Grants & Fellowships
Carrie Chapman Catt Prize for Research on Women and Politics:
This annual competition is designed to encourage and reward scholars embarking on significant research in the area of women and politics. The prize includes a $1,000 cash award for each project selected. Honorable mention prizes of $500 per project are sometimes given. In addition to the cash prize, recipients may be invited to Iowa State University to present an overview of their research. Deadline: December 1. http://www.las.iastate.edu/CattCenter/.
Center for Holocaust Studies - Dorot Summer Fellows Program for Graduate Students:
The Center is accepting applications for graduate student summer research assistant fellowships. Recipients will participate in special research projects. Each fellowship will last for three months. Awardees will receive a stipend of $2,000/month. The Center will provide one roundtrip airline ticket to and from Washington, D.C. for travel within North America. Deadline: April 13.http://www.ushmm.org/research/center/fellowship/summergra/.
East Asia and Pacific Summer Institutes:
The primary goals of EAPSI are to introduce students to East Asia and Pacific science and engineering in the context of a research laboratory, and to initiate personal relationships that will better enable them to collaborate with foreign counterparts in the future. Deadline: November 14.http://www.nsf.gov/funding/pgm_summ.jsp?pims_id=5284.
German Chancellor Scholarship Program:
The scholarship provides for a stay of one year in Germany for professional development, study, or research. Applicants design individual projects specific to Germany and decide at which institutions to pursue them. The program begins September 1 and lasts twelve months. It is preceded by language classes taught in Germany. Monthly stipends range from EUR 2,000 to 3,000 and allowances are available for accompanying family members, travel expenses, and German language instruction. Candidates must be citizens of the United States or the Russian Federation, possess a bachelor's degree, and be under 35 years of age by the start of the award. Prior knowledge of German is not a prerequisite. http://www.humboldt-foundation.de/web/4074.html.
Hayek Fund for Scholars:
The Hayek Fund for Scholars makes strategic awards of up to $1,000 to graduate students and untenured faculty members for career-enhancing activities such as: Presentations at academic or professional conferences, Travel to academic job interviews, Travel to and research at archives or libraries, Participation in career development or enhancing seminars, Distribution of a published article to colleagues in your field, Submission of unpublished manuscripts to journals or book publishers. Deadline: Rolling. http://www.theihs.org/hayek-fund-scholars.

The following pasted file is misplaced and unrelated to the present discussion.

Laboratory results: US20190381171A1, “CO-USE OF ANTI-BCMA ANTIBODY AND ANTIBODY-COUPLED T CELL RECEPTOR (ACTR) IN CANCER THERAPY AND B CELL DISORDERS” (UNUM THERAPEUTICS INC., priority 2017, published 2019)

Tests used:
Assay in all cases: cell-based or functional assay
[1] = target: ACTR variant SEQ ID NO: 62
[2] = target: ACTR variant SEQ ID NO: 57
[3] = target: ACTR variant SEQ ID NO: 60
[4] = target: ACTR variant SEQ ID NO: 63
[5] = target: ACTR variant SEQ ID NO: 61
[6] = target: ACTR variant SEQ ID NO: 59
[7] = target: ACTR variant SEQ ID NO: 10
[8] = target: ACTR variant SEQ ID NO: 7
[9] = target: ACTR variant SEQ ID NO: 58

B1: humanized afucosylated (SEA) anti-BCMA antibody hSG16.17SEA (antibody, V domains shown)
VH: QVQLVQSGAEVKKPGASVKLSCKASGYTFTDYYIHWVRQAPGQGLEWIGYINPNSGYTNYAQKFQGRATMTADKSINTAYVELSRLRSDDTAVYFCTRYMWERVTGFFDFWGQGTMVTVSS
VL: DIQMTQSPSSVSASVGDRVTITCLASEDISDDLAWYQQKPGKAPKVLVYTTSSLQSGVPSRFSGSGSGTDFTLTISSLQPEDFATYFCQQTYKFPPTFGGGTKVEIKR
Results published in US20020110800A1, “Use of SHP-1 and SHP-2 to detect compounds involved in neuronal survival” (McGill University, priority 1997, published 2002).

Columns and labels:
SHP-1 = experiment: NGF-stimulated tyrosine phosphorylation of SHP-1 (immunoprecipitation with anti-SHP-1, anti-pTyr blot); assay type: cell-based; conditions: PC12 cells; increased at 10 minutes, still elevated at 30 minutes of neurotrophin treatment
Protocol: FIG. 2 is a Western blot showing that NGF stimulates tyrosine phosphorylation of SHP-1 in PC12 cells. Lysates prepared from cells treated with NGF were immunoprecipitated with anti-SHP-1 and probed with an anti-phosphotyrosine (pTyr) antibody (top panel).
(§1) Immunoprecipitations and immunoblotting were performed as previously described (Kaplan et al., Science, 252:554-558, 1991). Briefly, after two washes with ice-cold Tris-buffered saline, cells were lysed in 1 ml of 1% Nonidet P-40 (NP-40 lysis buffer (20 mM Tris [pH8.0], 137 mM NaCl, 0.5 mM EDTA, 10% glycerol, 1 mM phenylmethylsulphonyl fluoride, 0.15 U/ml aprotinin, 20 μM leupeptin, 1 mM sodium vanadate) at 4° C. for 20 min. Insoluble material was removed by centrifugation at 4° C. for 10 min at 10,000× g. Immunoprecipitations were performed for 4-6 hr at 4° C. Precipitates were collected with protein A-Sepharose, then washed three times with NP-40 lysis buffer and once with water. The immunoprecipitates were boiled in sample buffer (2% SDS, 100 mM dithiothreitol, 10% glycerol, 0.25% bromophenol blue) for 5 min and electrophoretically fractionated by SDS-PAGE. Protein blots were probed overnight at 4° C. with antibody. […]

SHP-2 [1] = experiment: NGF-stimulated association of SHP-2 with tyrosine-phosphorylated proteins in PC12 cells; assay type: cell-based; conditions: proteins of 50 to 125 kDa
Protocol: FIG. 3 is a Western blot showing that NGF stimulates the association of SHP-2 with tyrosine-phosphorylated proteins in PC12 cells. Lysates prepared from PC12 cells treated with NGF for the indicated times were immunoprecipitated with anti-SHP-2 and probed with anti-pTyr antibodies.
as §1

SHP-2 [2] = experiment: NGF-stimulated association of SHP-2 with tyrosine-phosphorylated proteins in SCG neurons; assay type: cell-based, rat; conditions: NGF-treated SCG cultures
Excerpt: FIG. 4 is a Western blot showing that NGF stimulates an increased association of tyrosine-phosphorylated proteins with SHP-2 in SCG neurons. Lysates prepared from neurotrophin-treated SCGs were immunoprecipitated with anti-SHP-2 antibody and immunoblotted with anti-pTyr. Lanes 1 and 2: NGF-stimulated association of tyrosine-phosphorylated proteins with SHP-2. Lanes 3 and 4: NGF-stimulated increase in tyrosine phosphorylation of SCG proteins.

IFES Democracy Studies Fellowships:
IFES' Democracy Studies Fellowships award $5,000 annually to outstanding graduate students to conduct research in democracy development, election administration or civic participation in the political process. Fellows are based at IFES' F. Clifton White Applied Research Center for Democracy and Elections in Washington, D.C., for eight to ten weeks and must complete a paper for presentation to the public or IFES colleagues. At IFES, Fellows will have access to the expertise of IFES' regional and technical specialists, as well as IFES' internationally recognized collection of election-related materials. http://www.ifes.org/Content/Projects/Applied-Research-Center/Nav/Fellowships.aspx.
International Dissertation Research Fellowship Program:
The IDRF program is committed to scholarship that advances knowledge about non-U.S. cultures and societies grounded in empirical and site-specific research (involving fieldwork, research in archival or manuscript collections, or quantitative data collection). The program promotes research that is both located in a specific discipline and geographical region and engaged with interdisciplinary and cross-regional perspectives. Fellowships will provide support for nine to twelve months of dissertation research. Fifty fellowships of approximately $20,000 each were awarded in 2007. http://www.ssrc.org/programs/idrf/.